Unlike the last two groups, the ferns have retained a grasp on the land surface which has enabled them to form a noticeable part of the present-day flora. This is partly due to the fact that they have exploited the possibilities of the perennial mode of life which has enabled them to spread invasively into many plant communities without depending on the need to fertilize ova. Thus, the spore-producing generation has long-lived underground parts that grow larger year by year and, intemperate regions, produce an annual crop of leaves.
Bracken presents the supreme example of success in this life-style. Its underground stems may grow long distances from the original parent plant. The difficulties experienced by agriculturists trying to eradicate bracken are a measure of the plant’s successful mode of life. However, it has to be pointed out that there is a price to be paid for the propagation of only one of the two generations. The species loses the opportunity of exploiting genetic variability which fertilization would make possible. In an area colonized by bracken all of the plants are genetically identical and may thus be subject to widespread outbreaks of disease. There will be also a deficiency of variants capable of exploiting subtle changes in environmental conditions. Nevertheless, these disadvantages seem not as yet to have restricted the widespread growth of ferns such as bracken.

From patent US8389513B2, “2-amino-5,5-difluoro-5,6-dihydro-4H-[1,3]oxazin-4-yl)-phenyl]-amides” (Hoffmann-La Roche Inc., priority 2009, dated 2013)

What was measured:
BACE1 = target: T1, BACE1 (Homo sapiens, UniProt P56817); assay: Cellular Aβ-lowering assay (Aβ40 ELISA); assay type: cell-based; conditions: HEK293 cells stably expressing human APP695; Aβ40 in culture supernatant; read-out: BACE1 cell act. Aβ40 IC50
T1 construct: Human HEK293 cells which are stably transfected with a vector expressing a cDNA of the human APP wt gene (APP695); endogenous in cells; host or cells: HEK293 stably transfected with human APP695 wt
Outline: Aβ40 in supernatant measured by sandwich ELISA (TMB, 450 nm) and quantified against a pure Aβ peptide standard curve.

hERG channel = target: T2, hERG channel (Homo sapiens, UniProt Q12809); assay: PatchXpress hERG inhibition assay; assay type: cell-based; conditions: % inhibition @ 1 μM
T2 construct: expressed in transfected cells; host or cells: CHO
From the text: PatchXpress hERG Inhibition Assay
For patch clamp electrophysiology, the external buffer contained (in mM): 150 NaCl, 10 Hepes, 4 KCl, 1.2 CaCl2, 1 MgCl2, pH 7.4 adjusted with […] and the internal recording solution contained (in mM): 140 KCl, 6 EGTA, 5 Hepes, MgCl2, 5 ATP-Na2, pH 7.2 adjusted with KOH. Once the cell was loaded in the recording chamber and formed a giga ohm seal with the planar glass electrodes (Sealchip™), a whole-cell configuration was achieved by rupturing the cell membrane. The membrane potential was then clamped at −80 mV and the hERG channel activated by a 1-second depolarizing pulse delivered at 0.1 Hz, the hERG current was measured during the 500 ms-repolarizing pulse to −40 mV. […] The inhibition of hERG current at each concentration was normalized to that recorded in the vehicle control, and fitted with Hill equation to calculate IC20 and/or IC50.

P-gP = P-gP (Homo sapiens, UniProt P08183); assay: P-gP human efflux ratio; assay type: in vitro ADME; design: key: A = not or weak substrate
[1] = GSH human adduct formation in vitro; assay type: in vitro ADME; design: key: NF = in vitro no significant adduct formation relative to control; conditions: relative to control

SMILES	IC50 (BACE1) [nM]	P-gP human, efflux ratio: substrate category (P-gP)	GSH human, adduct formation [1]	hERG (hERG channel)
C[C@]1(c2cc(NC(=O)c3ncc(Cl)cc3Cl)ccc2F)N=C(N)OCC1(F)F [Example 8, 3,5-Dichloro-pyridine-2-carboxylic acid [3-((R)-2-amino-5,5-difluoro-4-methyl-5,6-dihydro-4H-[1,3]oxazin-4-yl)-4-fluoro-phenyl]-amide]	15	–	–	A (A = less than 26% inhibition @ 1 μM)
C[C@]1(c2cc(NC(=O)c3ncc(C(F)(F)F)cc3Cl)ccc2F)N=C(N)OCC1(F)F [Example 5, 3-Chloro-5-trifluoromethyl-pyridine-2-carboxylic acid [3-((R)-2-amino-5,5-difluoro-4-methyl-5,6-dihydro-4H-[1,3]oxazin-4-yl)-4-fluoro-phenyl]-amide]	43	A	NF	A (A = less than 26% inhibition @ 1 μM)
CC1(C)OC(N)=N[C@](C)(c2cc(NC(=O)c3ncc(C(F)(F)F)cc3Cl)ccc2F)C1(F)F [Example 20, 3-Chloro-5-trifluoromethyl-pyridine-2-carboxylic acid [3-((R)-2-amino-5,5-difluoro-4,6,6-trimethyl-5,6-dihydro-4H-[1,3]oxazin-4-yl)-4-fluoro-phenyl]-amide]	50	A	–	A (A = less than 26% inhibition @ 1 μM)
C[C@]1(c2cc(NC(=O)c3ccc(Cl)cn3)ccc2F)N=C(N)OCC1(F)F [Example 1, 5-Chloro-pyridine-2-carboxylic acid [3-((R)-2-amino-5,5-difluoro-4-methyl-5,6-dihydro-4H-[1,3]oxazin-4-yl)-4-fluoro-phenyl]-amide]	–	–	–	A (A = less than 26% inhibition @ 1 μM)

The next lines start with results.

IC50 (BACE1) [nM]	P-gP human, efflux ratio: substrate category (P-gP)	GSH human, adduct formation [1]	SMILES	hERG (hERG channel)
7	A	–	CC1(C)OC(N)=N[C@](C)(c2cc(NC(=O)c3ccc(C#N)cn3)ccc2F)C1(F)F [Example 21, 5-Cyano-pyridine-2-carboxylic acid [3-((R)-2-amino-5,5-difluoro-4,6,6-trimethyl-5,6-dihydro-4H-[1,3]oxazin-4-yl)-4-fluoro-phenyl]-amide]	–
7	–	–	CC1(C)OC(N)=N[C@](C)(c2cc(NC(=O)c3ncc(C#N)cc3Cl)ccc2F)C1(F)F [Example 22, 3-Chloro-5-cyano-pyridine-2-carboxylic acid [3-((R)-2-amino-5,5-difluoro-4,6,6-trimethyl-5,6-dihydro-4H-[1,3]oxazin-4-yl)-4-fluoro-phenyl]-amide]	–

Of the non-flowering seed-plants the most familiar at the present day are undoubtedly the conifers. Like the three preceding groups already described, the conifers have a long ancestry. They are descended from plant types discernible among the early land flora. They developed the highly successful mode of reproduction involving seeds and, gradually, through the hundreds of millions of years after the first colonization of the land they ousted the clubmosses, horsetails, and ferns from many plant communities. Eventually, of course, they themselves were forced to take second place to the flowering plants.